FDA Grants Rare Pediatric Disease Designation to WP1066 for Patients With Ependymoma

April 14, 2021
Nichole Tucker

Nichole Tucker, MA, is the Web Editor for Targeted Oncology. Tucker received her Bachelor of Arts in Mass Communications from Virginia State University and her Master of Arts in Media & International Conflict from University College Dublin.

The FDA has granted a rare pediatric disease designation to the novel p-STAT3 inhibitor WP1066 for the treatment of patients with the rare brain and spinal cord malignancy, ependymoma.

The FDA has granted a rare pediatric disease (RPD) designation to the novel p-STAT3 inhibitor WP1066 for the treatment of patients with the rare brain and spinal cord malignancy, ependymoma, according to a press release from the developer, Moleculin Biotech, Inc.

"The FDA's recognition of the high prevalence and unmet needs in the treatment landscape for ependymoma, especially in pediatric patients is a significant milestone as we continue to advance and expand the WP1066 development program. We currently have Orphan Drug Designation for WP1066 for the treatment of brain tumors, as well as RPD designation for 3 other pediatric indications, and believe that ependymoma represents another important rare indication. We continue to be encouraged by the data WP1066 has demonstrated to date and believe it has the potential to be an effective therapy for pediatric patients with ependymoma," said Walter Klemp, the chairman and chief executive officer of Moleculin Biotech, Inc, in the press release.

WP1066 is currently under active investigation in 2 phase 1 studies as treatment of pediatric patients with malignant brain tumors like malignant glioma, glioblastoma, and medulloblastoma. In one of the phase 1 study exploring the agent a treatment of progressive medulloblastoma, malignant glioma or any other recurrent/progressive malignant brain tumor (NCT04334863), an estimated 36 patients will be enrolled.The co-primary end points of the study include finding the maximum tolerated dose of the agent as well as safety and tolerability. The secondary end points include pharmacokinetics, along with change in overall response rate, change up immunological response, time to response or progression, change in progression-free survival, and change in overall survival up to 2 months after being dosed with WP1066.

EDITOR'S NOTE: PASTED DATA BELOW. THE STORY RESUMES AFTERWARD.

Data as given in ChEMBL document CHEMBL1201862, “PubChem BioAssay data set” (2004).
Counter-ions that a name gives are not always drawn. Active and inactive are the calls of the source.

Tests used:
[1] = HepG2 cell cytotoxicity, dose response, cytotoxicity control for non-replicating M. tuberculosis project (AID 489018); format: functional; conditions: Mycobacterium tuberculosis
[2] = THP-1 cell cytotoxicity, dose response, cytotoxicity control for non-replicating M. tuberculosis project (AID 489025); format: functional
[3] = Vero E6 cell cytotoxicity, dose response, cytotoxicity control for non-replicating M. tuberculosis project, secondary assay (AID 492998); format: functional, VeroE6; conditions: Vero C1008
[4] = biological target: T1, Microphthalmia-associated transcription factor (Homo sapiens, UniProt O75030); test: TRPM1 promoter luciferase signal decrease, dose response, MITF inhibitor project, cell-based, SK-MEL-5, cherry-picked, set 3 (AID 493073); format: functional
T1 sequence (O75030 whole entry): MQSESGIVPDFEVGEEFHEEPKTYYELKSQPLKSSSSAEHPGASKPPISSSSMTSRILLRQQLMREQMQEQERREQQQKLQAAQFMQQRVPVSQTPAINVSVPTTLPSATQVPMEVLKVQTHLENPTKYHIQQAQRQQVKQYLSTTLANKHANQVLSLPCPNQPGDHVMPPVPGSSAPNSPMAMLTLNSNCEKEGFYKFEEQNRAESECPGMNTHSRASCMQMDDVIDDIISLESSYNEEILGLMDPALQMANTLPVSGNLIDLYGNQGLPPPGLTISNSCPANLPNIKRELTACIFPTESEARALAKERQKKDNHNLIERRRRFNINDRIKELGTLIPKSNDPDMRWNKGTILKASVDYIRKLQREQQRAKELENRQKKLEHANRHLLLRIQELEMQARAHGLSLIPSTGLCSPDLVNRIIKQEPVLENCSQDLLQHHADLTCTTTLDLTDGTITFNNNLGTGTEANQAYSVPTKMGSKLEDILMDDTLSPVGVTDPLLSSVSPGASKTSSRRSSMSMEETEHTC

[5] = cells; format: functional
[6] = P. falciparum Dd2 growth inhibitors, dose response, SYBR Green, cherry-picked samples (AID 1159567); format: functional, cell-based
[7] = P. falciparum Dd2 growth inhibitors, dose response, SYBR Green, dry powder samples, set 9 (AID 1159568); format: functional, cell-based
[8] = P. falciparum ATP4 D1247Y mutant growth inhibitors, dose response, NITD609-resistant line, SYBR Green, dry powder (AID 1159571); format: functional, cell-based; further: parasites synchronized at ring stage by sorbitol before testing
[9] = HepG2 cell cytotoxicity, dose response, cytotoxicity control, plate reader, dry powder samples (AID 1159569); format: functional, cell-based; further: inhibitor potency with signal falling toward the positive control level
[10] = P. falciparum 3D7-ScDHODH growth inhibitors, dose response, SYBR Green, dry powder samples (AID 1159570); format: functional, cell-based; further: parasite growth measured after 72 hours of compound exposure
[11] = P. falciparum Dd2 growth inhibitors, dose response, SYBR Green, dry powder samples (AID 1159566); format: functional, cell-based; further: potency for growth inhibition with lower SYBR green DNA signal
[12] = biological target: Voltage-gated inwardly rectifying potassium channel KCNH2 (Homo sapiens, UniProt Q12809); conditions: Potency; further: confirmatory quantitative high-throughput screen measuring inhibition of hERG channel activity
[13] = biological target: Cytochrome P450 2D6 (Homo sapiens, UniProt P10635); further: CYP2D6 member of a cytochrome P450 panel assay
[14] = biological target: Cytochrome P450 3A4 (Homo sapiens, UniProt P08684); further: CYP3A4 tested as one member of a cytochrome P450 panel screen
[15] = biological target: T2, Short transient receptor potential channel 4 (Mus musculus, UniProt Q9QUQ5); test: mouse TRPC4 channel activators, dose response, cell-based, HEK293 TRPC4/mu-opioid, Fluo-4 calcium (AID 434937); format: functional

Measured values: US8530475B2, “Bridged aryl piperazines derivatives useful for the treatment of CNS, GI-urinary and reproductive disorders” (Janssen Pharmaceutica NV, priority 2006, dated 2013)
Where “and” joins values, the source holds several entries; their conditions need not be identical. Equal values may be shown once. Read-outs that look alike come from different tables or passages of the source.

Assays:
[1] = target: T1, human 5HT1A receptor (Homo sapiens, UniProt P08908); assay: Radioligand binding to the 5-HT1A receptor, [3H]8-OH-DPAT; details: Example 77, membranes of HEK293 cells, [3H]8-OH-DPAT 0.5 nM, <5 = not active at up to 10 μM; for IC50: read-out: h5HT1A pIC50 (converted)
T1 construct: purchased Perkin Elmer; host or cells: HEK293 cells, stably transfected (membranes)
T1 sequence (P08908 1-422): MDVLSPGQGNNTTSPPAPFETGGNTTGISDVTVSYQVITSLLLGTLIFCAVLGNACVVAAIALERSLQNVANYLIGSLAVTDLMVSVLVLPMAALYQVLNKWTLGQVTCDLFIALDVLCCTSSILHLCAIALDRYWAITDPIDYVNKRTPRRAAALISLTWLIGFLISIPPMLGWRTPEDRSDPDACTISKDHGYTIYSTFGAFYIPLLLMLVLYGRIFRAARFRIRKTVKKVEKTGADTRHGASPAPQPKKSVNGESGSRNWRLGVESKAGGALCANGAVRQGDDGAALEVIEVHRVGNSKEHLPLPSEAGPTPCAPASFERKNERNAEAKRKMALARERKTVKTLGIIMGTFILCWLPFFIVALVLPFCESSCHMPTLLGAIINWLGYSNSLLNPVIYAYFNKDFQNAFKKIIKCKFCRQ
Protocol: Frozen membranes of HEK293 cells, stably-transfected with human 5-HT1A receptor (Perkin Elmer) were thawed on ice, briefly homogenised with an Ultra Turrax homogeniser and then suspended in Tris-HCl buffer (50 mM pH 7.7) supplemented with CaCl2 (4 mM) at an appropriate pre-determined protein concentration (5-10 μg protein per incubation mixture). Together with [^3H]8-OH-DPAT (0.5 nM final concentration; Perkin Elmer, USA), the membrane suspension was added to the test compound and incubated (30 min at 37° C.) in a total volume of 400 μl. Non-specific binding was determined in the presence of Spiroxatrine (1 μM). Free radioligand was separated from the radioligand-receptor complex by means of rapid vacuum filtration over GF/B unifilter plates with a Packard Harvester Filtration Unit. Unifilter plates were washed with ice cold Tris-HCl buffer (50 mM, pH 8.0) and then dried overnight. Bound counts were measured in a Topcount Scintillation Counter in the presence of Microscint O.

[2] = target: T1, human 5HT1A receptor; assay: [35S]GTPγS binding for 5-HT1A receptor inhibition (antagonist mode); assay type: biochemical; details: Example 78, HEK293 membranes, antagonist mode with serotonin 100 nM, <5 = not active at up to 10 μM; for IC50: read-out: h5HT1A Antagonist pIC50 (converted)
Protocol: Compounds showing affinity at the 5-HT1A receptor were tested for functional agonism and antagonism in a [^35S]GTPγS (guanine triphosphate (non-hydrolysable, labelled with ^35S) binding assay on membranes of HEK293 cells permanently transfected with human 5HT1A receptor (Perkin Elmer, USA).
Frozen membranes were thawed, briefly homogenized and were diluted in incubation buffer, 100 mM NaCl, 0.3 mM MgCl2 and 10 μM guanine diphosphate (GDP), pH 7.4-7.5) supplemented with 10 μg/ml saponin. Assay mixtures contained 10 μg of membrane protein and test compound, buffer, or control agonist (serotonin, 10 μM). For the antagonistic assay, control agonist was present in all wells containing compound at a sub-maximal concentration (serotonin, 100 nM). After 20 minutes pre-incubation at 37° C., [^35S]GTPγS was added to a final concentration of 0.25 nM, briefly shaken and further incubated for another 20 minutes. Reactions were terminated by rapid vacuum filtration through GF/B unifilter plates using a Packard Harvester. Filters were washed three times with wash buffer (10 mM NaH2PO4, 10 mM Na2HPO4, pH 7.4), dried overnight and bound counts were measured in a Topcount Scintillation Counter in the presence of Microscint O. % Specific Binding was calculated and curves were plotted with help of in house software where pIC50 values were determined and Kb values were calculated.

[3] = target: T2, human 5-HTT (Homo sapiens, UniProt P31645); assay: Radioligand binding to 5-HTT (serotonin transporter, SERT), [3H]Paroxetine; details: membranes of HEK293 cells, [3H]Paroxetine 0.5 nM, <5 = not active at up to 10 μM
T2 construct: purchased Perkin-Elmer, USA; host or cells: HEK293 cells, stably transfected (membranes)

Patients eligible for enrollment include those aged 3 to 25 years old who have histologically confirmed disease who have previously undergone standard-of-care treatment and recovered from acute treatment-related toxicities. Patients are required to have a Karnofsky or Lansky Performance Scale score greater than 60% as well as normal organ and marrow function. Any patients who experience seizures must be stable before entering the study.

Exclusion from the study is based on the receipt of prior anti-cancer therapy, or biologic or investigational agent or other therapies too close to the time of dosing in the study. Some patients were also excluded if they have a history of allergic reactions attributed to compounds of similar to WP1066, an uncontrolled intercurrent illness, human immunodeficiency virus, uncontrolled seizures, and cardiac irregularity.

Based on this RPD, WP1066 may later be granted a rare pediatric disease priority review for a marketing application as part of the FDA’s Safety and Innovation Act, which was curated to streamline the development of novel therapies for rare pediatric diseases.

References:

Moleculin awarded new rare pediatric disease Designation from U.S. FDA for WP1066 for the treatment of ependymoma. News release. April 14, 2021. Accessed April 14, 2021. https://bit.ly/3tjHSni